On July 31, 2002, the district court granted defendants' motion to dismiss and entered judgment, concluding that all of Gonzalez's claims were cognizable either under the FTCA or as Bivens claims, but that both the FTCA and Bivens claims were untimely.   On August 15, 2002, Gonzalez moved for relief from judgment under Fed. R. Civ. Pro. 60(b) as to her FTCA claims, arguing that the district court miscalculated the filing date.   The government responded that even if the FTCA claims were timely, Gonzalez's motion should be denied because she failed to state claims under the FTCA upon which relief could be granted.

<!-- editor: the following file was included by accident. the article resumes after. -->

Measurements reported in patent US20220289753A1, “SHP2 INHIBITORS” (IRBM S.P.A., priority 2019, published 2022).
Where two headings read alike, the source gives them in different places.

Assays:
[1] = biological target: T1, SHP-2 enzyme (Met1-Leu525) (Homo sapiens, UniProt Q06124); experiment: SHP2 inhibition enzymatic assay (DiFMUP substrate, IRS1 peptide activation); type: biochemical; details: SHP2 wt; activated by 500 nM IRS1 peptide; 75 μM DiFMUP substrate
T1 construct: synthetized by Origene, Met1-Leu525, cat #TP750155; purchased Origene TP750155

In its order addressing Gonzalez's Rule 60(b) motion, the district court reaffirmed its holding that the Bivens claims were time-barred, but agreed that the FTCA claims were timely.   Nonetheless, the court denied the motion because, in its view, the malicious prosecution and abuse of process claims were inadequately pleaded under Fed. R. Civ. Pro. 12(b)(6).   The court held that the indictment “conclusively” established the existence of probable cause, foreclosing the malicious prosecution claim.   The court also held that the abuse of process claim was not cognizable because only defendant Nuñez was alleged to have had a bad motive;  bringing a lawsuit was not an abuse of process;  it was too speculative to conclude that a grand jury handed down an indictment to coerce Gonzalez into a relationship with Nuñez;  and that the probable cause determination preempted any alleged improper collateral objectives by the defendants.   Gonzalez's notice of appeal, filed on January 26, 2004, refers only to the order denying the Rule 60(b) motion.